Century-old brick newlyweds lovepad preserved within new development plans

Plans have been filed for a six-storey apartment building with a century-old brick home originally built for a newly married drayman and his wife to be preserved as part of the development in Brisbane’s inner-north.

Earmarked for a 1845sq m site spanning three lots at 34-42 Grantson Street, Windsor, the proposal comprises 31 two and three-bedroom apartments.

GALLERY  

It has been lodged with the Brisbane City Council by an entity linked to Brisbane-based Carbone Developments. Two other existing post-1946 buildings would be demolished to make way for the project.

According to a submitted planning report, the amalgamated holding “represents one of the remaining opportunities for increased density and development in this area, with further amalgamation not able to be achieved”.

“The subject site represents a unique opportunity for development and increased gross floor area,” it said.

“The cascading design both in height and front boundary setback provides an ideal transition of the building within the streetscape or to the adjoining site.”

The scheme designed by Red Door Architecture includes a communal rooftop terrace with an outdoor dining space, raised deck and pool and lounge area encompassed by raised planters.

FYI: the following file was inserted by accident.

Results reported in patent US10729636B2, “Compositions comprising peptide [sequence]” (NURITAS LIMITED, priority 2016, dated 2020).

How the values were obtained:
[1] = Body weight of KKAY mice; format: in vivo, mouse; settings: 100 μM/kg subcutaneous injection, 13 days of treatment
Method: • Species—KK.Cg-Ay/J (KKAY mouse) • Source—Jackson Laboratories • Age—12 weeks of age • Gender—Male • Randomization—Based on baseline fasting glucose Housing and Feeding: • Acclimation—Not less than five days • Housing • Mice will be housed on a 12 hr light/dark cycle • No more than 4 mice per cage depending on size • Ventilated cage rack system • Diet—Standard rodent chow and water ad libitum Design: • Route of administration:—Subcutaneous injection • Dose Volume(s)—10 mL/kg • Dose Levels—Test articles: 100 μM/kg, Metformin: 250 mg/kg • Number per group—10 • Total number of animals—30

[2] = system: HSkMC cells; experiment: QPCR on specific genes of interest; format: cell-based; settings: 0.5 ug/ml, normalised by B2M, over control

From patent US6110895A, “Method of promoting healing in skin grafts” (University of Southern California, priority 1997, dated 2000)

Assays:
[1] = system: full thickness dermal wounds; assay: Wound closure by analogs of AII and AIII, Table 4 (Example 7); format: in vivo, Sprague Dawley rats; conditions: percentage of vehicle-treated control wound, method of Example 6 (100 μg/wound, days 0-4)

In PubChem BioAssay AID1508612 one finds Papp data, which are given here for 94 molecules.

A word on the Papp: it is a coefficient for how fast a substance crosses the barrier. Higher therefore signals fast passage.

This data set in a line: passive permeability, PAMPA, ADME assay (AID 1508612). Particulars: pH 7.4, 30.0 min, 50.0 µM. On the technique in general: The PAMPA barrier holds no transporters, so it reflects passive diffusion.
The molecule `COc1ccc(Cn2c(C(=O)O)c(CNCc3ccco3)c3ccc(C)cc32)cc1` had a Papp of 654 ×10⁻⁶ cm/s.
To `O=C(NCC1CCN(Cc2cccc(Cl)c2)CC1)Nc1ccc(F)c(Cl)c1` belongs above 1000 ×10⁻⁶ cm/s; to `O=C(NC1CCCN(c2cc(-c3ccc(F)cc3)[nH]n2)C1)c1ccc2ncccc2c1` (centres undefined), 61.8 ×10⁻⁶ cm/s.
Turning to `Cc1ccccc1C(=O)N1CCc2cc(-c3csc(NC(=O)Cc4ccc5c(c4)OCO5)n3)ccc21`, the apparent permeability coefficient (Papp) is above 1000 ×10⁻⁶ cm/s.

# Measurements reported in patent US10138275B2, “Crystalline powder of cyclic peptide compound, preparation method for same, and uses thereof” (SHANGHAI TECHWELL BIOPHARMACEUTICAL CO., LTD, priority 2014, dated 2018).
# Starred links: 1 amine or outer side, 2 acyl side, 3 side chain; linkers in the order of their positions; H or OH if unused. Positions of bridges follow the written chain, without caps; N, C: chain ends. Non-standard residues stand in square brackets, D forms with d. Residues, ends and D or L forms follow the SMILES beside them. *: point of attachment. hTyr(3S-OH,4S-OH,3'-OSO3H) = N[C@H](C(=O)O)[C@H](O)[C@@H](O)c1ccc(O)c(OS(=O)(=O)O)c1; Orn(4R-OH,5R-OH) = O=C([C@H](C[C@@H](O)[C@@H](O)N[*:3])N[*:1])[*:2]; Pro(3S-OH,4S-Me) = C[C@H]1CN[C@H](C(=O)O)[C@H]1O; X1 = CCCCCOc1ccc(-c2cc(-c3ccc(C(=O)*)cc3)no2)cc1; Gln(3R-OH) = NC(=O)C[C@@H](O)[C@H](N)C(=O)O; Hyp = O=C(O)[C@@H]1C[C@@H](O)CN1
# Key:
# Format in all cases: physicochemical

“The roof terrace provides social and recreational spaces for the residents as well as a green and shaded place to enjoy the city views,” the development application said.

A heritage assessment report indicated the Windsor site was part of land first subdivided in 1865 and although it was not identified as a local or state heritage place it did have a pre-1911 building overlay.

The low-set, rendered brick detached house to be incorporated into the proposed development was “consistent in form with Brisbane houses built in the early-20th century (circa 1905–1920) but is atypical of this style of house by being constructed of brick and not timber”.

Records showed it was likely to have been built in 1905-6 for newly wed drayman Edward John England and his wife, Christina, who lived there briefly before moving back into the adjacent family home in LeGeyt Street in 1911 after the death of his father.

A drayman was the driver of a horse-drawn wagon for transporting goods, including beer.

“The fact of the subject building being stylistically atypical by being built of brick and not timber may be explained by Edward John England’s eldest brother being a local brickmaker in Albion,” the report said.

According to an architectural design report the choice of materials for the proposed development were inspired “by the creeks and sweeping landscape of Windsor as well as elements of vernacular houses nearby”.

“The material selection for the proposed design is comprised of high quality, timeless finishes that reflect the identity of Windsor and the surrounding natural environment,” it said. “These include natural stone floor finish, rendered masonry finish and powder-coated aluminum hoods and screens.”

Via The Urban Developer






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